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National Chocolate Milk Day is celebrated on September 27, and our childhood senses are tingling. While this beverage can be spotted in any lunchroom in the United States, it actually has Jamaican origins. That’s right — Jamaica gave us ginger beer AND chocolate milk. This chocolatey goodness can be traced back to the 1400s, and its popularity continues to increase. In fact, the global chocolate milk market is forecasted to grow at a rate of 3.6% between 2019 and 2024.
History of National Chocolate Milk Day
Would you believe us if we told you that chocolate milk is a magical and sacred drink?
The earliest known use of chocolate was by the Olmec around 1900 B.C., and they enjoyed it as a drink. It was drunk from special round jars known as ‘tecomates,’ which were symbols of status.
The Mayans subsequently worshipped a god of cocoa. According to ancient Mayan written records, chocolate drinks were served at gatherings like weddings and to conclude other important events. They also prepared cacao drinks as offerings to their gods.
Chocolate drinks continued to be medicinal and magical throughout history. In 1687, Irish botanist Hans Sloane was appointed as a physician to the Duke of Albemarle in Jamaica. While in Jamaica, Sloane was introduced to Jamaican chocolate water. He found the drinks to be too bitter and added milk for taste. He realized that chocolate milk tasted good and was also very healthy due to the calcium and protein.
Because of his position, Sloane was allowed to bring the drink mixture back to Europe. He began preaching of the medicinal benefits and selling it to apothecaries.
In 1828, a company in Amsterdam, Van Houten, invented a method for pressing cocoa. This produced a light, fluffy chocolate powder that could be easily dissolved in water or milk. This made chocolate milk even more popular because it was so easy to make.
U.S. brands caught on in the early 1900s with introductions such as Ovaltine in 1904. Chocolate milk’s popularity continued to increase, and now it’s one of the most popular beverages in the world.
National Chocolate Milk Day timeline
The Olmec, one of the earliest civilizations in Latin America, turns the cacao plant into chocolate.
Jamaicans make “a hot beverage brewed from shavings of freshly harvested cacao, boiled with water and cinnamon,” according to historian James Delbourgo.
While in Jamaica, Irish physician Hans Sloane adds milk to the ‘chocolate water’ to make it taste better, and he brings his discovery back to England.
The Van Houten company in Amsterdam invents the cocoa pressing method to produce a light, fluffy chocolate powder that can be easily dissolved in water or milk.
National Chocolate Milk Day FAQs
What restaurants sell chocolate milk?
Most large chains sell chocolate milk as a kids’ menu item. If you don’t see it listed, just ask your server. You can also get chocolate milk at fast-food restaurants like McDonald’s, or you can purchase it at the grocery store.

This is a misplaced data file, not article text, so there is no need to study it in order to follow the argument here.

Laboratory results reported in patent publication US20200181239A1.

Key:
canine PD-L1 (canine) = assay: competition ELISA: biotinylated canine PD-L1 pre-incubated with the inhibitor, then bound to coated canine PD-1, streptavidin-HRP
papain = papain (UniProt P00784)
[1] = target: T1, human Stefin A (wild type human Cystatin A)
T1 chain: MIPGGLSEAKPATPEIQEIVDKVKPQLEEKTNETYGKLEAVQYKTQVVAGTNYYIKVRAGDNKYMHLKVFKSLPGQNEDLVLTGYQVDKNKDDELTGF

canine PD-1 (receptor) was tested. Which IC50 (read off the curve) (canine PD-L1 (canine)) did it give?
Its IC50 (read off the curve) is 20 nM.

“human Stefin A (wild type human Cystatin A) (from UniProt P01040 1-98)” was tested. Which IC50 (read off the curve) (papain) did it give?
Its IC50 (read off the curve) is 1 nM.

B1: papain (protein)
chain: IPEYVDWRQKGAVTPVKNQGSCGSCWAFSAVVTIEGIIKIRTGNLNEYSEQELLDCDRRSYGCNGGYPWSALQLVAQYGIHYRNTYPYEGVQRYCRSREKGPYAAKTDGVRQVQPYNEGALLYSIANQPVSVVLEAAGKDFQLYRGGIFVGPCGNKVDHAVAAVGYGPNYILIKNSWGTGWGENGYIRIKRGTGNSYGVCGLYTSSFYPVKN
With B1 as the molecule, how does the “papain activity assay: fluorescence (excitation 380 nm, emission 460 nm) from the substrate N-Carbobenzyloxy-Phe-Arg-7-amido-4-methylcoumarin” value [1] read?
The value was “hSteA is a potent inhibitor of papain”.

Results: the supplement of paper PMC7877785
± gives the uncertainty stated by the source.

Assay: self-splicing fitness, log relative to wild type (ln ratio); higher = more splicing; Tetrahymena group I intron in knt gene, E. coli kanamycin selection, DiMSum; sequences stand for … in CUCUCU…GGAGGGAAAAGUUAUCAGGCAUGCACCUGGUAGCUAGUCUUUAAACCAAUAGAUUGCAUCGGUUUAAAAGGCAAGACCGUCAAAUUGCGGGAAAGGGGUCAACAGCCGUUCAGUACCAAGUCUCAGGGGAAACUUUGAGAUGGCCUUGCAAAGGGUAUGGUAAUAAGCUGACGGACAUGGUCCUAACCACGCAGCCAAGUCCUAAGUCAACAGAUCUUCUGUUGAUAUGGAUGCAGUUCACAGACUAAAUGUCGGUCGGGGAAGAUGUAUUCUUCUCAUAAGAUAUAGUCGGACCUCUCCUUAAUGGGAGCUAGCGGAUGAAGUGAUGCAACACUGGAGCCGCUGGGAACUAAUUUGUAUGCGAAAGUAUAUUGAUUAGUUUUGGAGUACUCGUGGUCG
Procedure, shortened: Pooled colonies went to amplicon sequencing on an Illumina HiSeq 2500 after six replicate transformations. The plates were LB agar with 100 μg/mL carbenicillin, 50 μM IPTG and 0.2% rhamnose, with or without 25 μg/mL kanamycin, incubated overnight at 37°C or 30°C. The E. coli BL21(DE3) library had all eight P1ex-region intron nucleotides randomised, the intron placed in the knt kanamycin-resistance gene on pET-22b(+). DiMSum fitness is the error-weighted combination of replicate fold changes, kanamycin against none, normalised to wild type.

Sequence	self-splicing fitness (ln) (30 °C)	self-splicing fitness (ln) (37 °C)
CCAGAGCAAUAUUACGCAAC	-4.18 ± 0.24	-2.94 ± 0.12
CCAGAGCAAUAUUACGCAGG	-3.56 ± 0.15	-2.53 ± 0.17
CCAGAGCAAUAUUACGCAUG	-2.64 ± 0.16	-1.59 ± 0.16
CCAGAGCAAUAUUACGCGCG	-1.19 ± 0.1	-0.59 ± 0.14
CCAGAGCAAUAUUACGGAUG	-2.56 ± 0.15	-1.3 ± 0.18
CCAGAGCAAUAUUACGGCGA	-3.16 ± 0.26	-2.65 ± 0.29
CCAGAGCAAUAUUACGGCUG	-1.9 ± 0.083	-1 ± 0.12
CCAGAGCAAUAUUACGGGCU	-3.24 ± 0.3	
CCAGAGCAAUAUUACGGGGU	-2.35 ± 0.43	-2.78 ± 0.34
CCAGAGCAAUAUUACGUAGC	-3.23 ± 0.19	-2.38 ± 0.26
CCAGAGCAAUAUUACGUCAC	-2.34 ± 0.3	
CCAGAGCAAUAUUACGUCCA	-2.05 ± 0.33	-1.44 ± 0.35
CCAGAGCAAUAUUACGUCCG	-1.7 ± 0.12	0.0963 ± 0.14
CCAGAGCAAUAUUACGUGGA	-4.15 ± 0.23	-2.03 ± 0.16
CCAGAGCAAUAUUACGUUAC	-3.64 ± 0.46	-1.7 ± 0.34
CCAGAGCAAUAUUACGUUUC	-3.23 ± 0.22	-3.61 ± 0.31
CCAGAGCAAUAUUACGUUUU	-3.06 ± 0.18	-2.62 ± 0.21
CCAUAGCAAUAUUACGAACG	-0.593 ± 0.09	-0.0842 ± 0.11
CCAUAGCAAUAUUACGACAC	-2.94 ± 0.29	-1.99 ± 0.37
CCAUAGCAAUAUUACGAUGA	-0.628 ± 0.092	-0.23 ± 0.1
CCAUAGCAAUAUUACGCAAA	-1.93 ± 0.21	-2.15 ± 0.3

How do you make dairy-free chocolate milk?
Select non-dairy milk of your choice like almond, coconut, soy, etc., and combine it with unsweetened cocoa powder. You can add sweeteners like maple syrup or dairy-free chocolate chips and flavors like vanilla. Combine the ingredients and mix.
How do you make chocolate milk from scratch?
If you want chocolate milk made completely from scratch, you need to make cocoa powder from scratch. Start by grinding cacao beans into a powder. You will add this to your milk with any extra ingredients you may enjoy. If you’re an overachiever, you can even visit a farm to get fresh-squeezed milk.
National Chocolate Milk Day Activities
Make adult chocolate milk
If you’re at least 21 years old, you can take chocolate milk to a new level. Add a splash of Kahlua or Baileys and voila! The perfect cocktail awaits.
Take a milk mustache selfie
Remember the Got Milk campaign? Grab some friends and relive your childhood nostalgia by taking selfies with milk mustaches.
Paint a ceramic mug
Want a super cool mug to enjoy your favorite beverage? You can paint or decorate your own ceramic mug.
5 Facts About Chocolate That Will Blow Your Mind
It was used as a currency
Early Mesoamericans considered cacao beans to be so valuable that they used them as currency.
It requires patience
Farmers must wait 4 to 5 years for a cacao tree to produce its first beans.
The Swiss are obsessed with it
Switzerland created chocolate so, naturally, they lead the world in chocolate consumption with 22.36 lbs per person.
The English revolutionized it
In 1847, the England-based Fry’s company made the very first chocolate bar.
It’s kind of a vegetable
The cacao bean grows on the cacao tree (Theobroma cacao), an evergreen from the family Malvaceae (other members of the family include okra and cotton).
Why We Love National Chocolate Milk Day
Chocolate milk is nostalgic
Regardless of your age, chocolate milk is a reminder of your childhood. From the vintage black and white Nestlé commercials to elementary school lunches, chocolate milk was the beverage of your youth.
Chocolate milk is nutritious
Chocolate milk provides many nutrients like calcium, protein, and Vitamin D, which can benefit your health. Chocolate milk helps muscles recover quickly after a tough workout and assists in replenishing fluids and critical nutrients that were lost in sweat.
Chocolate milk is delicious
Did you really need a reason to drink chocolate milk? If you did, this day provides you with the perfect excuse to grab a glass of this delish drink.
National Chocolate Milk Day dates